Los Angeles Filmforum screenings are supported by the Los Angeles County Board of Supervisors through the Los Angeles County Department of Arts & Culture, the Department of Cultural Affairs, City of Los Angeles.  We also depend on our members, ticket buyers, and individual donors.

Monangambee 1 copy

Monangambeee, by Sarah Maldoror


By Sarah Maldoror

Algeria, 1968, b&w, sound, 18 mins.

Provided by Les Amis des Sarah Maldoror & Mario de Andrade

During a prison visit, a woman confides a promise to her husband, setting the stage for an unexpected chain of events. Tragically, a sentinel's misconstrued perception ignites a calamitous sequence, subjecting the couple to the harrowing ordeals of interrogation and torment. This narrative, cowritten by the filmmaker’s then-husband, Mário Pinto de Andrade, poignantly illustrates the consequences of a misread intention, unraveling lives through a cruel twist of fate, underscored by music from the influential Art Ensemble of Chicago.

The Return of Amilcar Cabral copy

The Return of Amílcar Cabral, (O regresso de Amílcar Cabral)

The Return of Amílcar Cabral, (O regresso de Amílcar Cabral)

By Djalma Fettermann, Flora Gomes, José Bolama, Josefina Crato, Sana na N'Hada,

Guinea-Bissau, Sweden, 1976, transfer to digital, color, sound, 32 min.  Provided by Arsenal.

The first production by Guinean film-makers after the liberation from Portuguese colonialism in 1974, O Regresso de Amílcar Cabral documents the transferral of the remains of Amílcar Cabral from Conakry (where he was assassinated in January of 1973) to Bissau in 1976. An intriguing coverage of the solemn event, recordings of Guinean songs and archive footage of Cabral during the guerrilla war pay tribute to the political thinker and freedom fighter. (DocLisboa)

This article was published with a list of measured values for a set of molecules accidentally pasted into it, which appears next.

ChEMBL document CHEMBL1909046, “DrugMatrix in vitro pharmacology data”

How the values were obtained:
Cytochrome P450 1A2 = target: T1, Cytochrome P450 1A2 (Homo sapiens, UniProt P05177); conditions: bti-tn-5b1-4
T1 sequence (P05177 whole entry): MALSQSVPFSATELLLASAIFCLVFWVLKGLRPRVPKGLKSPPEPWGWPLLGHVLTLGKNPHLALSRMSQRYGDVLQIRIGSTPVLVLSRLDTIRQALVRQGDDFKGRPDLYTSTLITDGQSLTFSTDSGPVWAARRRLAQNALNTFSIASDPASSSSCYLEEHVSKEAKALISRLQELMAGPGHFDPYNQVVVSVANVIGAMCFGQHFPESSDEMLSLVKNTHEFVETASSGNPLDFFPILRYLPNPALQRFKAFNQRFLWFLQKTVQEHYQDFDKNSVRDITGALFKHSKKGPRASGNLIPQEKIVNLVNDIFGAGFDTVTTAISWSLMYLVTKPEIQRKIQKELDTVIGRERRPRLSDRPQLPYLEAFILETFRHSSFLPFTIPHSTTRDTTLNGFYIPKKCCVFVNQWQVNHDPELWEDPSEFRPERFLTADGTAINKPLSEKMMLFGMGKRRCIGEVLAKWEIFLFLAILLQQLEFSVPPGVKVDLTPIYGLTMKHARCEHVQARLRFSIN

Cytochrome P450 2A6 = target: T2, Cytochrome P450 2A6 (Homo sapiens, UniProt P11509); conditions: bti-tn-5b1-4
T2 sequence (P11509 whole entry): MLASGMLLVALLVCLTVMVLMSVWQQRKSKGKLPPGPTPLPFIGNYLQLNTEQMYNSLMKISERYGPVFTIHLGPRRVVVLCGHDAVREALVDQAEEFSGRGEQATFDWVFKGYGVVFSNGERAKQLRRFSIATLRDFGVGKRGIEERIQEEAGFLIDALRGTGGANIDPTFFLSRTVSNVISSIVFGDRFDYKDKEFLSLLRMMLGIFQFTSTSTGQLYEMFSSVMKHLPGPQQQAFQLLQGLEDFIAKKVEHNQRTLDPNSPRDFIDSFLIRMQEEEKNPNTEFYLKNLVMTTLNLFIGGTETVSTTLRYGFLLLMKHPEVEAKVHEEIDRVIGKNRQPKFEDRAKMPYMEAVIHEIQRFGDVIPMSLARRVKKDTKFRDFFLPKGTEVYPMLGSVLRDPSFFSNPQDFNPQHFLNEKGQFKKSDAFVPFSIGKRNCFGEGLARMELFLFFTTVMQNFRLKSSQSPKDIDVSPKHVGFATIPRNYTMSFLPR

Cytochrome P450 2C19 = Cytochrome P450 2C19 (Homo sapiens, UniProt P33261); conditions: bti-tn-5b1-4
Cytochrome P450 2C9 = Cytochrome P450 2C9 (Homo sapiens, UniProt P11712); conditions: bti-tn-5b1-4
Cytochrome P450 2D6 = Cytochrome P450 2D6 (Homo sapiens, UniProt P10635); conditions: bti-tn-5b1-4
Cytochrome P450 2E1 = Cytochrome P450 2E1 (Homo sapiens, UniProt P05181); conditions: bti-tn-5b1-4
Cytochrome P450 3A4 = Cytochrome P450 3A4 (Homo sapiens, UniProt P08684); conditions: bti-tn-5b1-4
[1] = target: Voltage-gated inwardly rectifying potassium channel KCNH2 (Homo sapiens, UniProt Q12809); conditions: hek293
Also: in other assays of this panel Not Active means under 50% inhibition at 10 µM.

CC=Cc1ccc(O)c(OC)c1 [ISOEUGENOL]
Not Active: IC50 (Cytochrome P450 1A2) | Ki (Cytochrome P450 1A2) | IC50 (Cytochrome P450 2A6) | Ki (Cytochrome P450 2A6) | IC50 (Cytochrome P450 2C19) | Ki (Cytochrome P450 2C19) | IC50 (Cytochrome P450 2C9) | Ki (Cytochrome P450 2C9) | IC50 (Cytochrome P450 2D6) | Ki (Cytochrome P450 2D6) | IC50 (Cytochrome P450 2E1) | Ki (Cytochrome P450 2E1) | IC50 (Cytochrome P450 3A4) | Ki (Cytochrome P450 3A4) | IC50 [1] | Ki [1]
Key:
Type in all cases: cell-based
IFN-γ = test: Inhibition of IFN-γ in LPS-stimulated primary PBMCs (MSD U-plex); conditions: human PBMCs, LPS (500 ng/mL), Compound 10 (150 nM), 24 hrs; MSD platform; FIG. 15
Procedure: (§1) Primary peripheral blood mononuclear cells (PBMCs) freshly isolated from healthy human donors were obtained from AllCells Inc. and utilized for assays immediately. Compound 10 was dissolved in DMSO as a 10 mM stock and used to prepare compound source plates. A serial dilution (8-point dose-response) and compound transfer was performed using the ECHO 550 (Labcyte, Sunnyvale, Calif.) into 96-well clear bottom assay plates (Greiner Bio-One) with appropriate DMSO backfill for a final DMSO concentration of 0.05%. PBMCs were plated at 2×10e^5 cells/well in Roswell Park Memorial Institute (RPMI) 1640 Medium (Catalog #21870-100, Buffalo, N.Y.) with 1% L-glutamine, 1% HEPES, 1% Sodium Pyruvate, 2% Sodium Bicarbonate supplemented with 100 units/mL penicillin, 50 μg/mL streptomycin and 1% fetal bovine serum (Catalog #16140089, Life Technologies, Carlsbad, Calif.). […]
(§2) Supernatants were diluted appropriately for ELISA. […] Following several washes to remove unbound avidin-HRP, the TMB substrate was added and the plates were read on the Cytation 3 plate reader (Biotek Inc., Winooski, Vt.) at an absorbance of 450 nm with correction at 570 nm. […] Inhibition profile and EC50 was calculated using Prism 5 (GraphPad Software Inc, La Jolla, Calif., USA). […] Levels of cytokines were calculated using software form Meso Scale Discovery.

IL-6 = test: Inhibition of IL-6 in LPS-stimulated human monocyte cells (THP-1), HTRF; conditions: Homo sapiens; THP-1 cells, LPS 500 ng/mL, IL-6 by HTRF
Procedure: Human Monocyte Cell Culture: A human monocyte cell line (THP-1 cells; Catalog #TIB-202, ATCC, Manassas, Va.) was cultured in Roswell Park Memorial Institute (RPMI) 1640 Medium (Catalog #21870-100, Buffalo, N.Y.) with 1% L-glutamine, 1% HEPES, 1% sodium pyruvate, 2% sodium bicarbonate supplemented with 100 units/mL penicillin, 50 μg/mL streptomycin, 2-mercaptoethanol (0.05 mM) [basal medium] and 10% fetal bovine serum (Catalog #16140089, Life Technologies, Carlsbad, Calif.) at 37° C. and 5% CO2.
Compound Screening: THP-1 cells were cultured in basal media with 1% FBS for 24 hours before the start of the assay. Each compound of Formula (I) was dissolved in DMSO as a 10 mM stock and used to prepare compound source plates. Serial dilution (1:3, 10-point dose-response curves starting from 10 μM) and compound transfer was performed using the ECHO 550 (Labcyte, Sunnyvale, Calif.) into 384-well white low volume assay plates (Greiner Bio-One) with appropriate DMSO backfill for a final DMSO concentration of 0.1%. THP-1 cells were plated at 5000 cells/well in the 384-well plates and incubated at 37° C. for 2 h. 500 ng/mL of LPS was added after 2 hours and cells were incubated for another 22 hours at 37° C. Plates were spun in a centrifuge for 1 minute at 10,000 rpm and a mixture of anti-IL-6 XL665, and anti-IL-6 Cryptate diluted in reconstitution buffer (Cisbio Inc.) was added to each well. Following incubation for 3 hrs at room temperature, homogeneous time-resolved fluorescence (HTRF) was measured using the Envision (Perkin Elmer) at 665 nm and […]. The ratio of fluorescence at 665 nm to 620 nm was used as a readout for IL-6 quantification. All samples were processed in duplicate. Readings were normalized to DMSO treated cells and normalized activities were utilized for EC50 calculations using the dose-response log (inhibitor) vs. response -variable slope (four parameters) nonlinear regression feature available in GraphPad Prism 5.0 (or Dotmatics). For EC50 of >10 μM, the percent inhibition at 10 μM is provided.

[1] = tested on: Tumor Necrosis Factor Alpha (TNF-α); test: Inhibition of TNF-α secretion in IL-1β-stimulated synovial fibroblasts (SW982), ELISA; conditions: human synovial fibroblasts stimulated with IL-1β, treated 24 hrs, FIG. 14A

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Two Refusals (Would We Recognize Ourselves Unbroken?), by Suneil Sanzgiri

Two Refusals (Would We Recognize Ourselves Unbroken?)

By Suneil Sanzgiri

India/USA, 2023, 16mm transfer to digital, color, sound, 35 min.

Two Refusals (Would We Recognize Ourselves Unbroken?) is an ongoing project focusing on interwoven narratives around the mutual struggle against Portuguese colonialism between India and Africa, and the bonds of solidarity that developed between the two continents. Told through a mix of interviews and fictional narratives, Two Refusals (Would We Recognize Ourselves Unbroken?) utilizes a blend of CGI animation, super 16mm film, hand-processed and destroyed archival film to uncover lost layers of world-building, kinship, and the material and immaterial network of relations that developed between historical figures in Goa, Mozambique, Angola, and Guinea-Bissau.

A woman’s dreams become haunted by a mythological titan from Portuguese mythology called the Adamastor—a giant storm cloud formed on the Cape of Good Hope who sought to destroy Vasco de Gama’s ship and prevent him from ever reaching India. Repurposed from Portugal’s oldest work of epic poetry, Os Lusíadas, the Adamastor becomes a figure of refusal but also of failure, as the woman who is haunted by the monstrous storm cloud’s presence in her nightmares recounts through monologues to the monster the ethno-nationalist violence taking hold in the aftermath of decolonization.

Read more about the film, and its material connections to the liberation of Palestine, here